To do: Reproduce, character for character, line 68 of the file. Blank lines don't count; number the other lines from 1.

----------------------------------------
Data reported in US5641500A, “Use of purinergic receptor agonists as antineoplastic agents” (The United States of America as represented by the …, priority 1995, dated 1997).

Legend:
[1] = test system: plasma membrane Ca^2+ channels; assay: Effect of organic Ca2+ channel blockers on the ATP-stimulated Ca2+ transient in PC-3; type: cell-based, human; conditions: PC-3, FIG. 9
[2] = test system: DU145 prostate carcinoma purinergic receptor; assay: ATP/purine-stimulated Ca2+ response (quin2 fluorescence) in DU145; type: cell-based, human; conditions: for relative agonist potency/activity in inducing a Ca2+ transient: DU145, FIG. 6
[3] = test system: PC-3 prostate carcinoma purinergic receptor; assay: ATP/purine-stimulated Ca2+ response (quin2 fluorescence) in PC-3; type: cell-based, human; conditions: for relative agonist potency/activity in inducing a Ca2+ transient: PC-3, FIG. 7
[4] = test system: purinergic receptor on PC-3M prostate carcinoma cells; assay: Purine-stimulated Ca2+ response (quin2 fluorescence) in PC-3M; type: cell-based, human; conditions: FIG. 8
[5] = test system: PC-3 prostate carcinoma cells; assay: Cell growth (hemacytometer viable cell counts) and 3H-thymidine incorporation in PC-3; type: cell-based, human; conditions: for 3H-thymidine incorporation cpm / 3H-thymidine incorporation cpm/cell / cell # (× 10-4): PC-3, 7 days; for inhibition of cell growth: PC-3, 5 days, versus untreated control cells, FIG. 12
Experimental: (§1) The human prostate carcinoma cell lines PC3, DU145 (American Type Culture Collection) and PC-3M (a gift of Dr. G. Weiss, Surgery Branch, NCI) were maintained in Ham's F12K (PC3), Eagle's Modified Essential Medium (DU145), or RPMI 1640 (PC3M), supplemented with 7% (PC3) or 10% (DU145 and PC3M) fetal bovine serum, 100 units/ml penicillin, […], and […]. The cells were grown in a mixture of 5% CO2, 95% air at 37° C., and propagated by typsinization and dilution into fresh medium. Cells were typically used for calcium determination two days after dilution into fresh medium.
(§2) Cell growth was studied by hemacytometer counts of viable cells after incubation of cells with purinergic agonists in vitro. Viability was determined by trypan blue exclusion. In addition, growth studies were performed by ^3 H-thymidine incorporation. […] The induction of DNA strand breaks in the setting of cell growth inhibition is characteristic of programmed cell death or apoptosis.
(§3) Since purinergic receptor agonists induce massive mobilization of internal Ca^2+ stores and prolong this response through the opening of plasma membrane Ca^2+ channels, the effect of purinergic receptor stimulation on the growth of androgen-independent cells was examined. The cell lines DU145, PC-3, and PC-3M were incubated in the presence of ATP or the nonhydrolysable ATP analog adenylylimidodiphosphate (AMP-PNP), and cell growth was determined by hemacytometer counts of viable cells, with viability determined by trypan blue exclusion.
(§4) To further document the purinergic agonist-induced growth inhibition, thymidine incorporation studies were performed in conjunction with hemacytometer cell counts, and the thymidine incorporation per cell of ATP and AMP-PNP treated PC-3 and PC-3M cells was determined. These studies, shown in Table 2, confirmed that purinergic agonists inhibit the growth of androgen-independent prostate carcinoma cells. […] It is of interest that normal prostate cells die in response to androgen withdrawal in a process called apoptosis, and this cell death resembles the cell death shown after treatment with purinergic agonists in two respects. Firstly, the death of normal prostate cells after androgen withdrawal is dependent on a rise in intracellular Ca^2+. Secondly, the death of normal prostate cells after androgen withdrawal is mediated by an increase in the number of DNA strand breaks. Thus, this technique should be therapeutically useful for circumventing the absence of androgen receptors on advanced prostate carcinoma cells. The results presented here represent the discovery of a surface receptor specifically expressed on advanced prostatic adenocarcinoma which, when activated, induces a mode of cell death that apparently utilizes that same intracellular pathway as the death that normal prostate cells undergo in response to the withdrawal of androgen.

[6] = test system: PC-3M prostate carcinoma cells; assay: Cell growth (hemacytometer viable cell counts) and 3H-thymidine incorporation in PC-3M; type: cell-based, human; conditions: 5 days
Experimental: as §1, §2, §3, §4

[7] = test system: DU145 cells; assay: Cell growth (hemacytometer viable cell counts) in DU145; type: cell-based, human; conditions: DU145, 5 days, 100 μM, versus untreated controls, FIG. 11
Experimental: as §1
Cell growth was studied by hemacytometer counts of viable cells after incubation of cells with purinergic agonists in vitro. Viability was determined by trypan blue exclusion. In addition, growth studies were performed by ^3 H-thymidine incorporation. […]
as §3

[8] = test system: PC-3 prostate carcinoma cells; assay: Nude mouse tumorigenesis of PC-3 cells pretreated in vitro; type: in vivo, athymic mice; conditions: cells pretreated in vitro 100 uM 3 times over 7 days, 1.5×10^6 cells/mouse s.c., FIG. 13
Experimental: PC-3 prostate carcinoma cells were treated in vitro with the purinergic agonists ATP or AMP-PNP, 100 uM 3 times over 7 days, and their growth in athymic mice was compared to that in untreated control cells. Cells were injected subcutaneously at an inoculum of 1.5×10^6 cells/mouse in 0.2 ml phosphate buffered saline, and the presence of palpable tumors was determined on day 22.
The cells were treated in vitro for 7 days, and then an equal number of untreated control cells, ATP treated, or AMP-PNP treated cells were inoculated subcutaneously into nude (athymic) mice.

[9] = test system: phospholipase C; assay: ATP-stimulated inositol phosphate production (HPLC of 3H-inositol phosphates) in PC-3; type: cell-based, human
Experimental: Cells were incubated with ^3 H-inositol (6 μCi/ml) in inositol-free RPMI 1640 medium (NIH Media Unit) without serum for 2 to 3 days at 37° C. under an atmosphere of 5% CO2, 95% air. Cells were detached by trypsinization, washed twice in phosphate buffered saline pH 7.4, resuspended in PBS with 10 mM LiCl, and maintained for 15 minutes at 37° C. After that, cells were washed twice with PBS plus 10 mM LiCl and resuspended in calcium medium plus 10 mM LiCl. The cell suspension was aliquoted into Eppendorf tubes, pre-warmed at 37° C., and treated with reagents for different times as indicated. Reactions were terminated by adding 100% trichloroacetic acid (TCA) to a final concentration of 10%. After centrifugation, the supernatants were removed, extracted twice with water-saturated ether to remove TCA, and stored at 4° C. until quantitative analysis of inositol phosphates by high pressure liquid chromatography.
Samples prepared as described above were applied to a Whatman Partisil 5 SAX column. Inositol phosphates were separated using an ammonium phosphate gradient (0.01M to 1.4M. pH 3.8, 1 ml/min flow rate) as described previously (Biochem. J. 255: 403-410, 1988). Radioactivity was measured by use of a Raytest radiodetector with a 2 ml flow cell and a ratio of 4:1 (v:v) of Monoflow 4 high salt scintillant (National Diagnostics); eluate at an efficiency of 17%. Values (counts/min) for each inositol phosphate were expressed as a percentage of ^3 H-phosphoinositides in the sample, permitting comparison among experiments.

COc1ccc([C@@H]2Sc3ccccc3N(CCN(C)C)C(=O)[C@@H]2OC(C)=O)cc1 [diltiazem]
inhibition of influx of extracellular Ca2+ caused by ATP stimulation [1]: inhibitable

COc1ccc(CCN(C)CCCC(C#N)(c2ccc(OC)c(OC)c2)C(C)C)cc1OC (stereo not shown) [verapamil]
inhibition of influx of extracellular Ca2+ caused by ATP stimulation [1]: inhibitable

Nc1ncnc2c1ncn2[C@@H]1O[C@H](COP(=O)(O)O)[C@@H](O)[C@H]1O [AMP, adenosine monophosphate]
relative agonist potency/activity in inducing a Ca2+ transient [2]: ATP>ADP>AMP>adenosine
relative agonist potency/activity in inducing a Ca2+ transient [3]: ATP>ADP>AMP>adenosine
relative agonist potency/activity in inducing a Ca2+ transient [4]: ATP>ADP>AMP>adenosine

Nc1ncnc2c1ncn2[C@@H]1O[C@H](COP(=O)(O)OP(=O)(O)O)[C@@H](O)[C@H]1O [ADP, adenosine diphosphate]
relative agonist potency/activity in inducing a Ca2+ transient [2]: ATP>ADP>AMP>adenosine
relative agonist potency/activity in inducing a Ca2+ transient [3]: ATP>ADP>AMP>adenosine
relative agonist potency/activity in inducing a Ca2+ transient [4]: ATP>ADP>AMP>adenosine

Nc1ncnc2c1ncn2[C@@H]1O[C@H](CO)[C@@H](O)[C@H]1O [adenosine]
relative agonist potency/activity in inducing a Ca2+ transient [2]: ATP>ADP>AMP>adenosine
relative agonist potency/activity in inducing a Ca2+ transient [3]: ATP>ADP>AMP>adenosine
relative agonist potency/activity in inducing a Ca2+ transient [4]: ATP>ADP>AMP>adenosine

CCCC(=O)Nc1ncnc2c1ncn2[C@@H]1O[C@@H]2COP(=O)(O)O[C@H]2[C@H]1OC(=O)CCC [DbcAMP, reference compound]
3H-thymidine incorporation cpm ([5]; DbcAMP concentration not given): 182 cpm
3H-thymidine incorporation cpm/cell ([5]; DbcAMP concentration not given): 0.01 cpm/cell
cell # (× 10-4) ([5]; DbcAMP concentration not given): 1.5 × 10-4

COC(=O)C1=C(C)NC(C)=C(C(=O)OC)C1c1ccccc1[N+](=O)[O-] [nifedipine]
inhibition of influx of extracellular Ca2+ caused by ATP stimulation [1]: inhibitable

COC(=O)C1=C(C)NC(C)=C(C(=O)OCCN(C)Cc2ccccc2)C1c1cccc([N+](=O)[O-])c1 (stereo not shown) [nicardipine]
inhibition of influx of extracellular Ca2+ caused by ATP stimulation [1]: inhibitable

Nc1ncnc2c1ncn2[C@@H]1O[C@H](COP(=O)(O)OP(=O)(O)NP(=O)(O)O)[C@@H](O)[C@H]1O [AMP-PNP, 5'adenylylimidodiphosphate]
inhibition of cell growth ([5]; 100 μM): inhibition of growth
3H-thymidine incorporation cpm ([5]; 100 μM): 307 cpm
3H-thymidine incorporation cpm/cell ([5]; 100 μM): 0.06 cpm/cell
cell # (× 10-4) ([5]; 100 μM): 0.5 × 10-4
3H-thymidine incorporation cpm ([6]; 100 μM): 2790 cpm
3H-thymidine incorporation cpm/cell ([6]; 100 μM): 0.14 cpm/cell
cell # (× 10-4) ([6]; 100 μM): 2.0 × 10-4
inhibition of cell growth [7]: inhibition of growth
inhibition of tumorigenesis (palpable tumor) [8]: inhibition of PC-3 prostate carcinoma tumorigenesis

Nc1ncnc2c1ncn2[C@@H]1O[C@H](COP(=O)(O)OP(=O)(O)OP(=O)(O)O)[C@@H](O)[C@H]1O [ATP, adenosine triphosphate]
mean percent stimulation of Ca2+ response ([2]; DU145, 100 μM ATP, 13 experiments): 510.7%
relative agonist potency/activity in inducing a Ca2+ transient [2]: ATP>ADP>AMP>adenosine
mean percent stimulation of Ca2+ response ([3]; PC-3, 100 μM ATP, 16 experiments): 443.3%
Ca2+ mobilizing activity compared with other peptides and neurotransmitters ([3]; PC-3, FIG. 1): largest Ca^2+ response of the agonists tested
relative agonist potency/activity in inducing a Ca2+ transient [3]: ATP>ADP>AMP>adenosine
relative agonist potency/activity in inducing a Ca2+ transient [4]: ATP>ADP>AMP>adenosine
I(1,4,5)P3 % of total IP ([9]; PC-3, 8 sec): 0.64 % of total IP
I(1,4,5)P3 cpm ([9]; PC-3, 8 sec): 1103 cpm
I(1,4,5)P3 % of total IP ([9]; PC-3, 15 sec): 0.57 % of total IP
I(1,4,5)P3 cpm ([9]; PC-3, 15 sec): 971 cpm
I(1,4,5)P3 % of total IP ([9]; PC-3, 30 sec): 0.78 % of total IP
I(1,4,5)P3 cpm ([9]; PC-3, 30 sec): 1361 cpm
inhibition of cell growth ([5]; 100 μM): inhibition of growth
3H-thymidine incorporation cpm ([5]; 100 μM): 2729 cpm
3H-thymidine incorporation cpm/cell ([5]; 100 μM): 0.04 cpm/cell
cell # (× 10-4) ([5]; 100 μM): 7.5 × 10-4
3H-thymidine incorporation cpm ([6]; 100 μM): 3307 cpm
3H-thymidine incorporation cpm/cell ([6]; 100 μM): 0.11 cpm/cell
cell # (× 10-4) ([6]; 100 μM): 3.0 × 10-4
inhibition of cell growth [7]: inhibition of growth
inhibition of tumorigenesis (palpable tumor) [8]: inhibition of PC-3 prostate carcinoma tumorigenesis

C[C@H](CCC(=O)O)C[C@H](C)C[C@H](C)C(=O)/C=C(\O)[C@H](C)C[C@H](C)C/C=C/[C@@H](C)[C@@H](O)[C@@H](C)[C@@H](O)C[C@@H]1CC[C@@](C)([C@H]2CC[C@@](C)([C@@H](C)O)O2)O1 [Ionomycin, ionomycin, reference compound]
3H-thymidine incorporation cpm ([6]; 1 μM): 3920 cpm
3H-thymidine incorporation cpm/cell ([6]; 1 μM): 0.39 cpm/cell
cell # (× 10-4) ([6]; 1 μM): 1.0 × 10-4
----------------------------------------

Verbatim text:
I(1,4,5)P3 cpm ([9]; PC-3, 15 sec): 971 cpm